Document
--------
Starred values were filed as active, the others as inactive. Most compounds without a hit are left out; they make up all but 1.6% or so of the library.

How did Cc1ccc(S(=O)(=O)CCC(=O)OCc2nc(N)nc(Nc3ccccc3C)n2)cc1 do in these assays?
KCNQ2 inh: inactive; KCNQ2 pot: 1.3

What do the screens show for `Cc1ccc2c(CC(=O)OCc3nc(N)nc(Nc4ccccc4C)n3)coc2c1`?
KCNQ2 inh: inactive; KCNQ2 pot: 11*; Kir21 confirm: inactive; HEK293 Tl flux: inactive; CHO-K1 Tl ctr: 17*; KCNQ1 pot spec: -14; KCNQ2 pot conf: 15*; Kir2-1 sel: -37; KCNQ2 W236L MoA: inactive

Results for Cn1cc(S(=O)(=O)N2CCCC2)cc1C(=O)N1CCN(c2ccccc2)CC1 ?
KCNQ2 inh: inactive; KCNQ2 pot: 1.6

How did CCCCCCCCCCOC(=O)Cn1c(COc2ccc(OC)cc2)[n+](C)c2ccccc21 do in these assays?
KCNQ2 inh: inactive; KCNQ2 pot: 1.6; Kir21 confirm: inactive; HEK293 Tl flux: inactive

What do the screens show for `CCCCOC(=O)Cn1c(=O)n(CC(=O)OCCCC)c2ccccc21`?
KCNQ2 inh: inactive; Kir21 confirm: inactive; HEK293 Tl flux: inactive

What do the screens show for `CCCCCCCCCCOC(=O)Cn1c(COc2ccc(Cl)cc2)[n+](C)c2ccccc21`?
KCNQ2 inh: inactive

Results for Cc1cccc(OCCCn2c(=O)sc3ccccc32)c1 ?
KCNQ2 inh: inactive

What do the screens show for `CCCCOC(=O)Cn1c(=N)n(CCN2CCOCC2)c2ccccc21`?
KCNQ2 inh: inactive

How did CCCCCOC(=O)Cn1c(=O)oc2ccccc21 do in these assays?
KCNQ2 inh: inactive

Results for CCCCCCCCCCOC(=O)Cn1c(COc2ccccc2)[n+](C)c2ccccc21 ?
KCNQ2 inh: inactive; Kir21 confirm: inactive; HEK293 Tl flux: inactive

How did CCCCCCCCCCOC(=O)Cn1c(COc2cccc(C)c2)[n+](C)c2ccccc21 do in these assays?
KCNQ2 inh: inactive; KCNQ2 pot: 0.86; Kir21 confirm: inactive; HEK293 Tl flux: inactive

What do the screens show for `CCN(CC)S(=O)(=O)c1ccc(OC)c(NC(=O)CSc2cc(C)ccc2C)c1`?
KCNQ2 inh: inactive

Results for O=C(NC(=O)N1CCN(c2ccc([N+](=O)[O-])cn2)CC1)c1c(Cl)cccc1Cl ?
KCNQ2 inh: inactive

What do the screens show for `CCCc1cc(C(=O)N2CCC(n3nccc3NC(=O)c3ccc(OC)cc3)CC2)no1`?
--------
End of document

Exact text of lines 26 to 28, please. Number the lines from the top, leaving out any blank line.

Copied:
Results for O=C(NC(=O)N1CCN(c2ccc([N+](=O)[O-])cn2)CC1)c1c(Cl)cccc1Cl ?
KCNQ2 inh: inactive

What do the screens show for `CCCc1cc(C(=O)N2CCC(n3nccc3NC(=O)c3ccc(OC)cc3)CC2)no1`?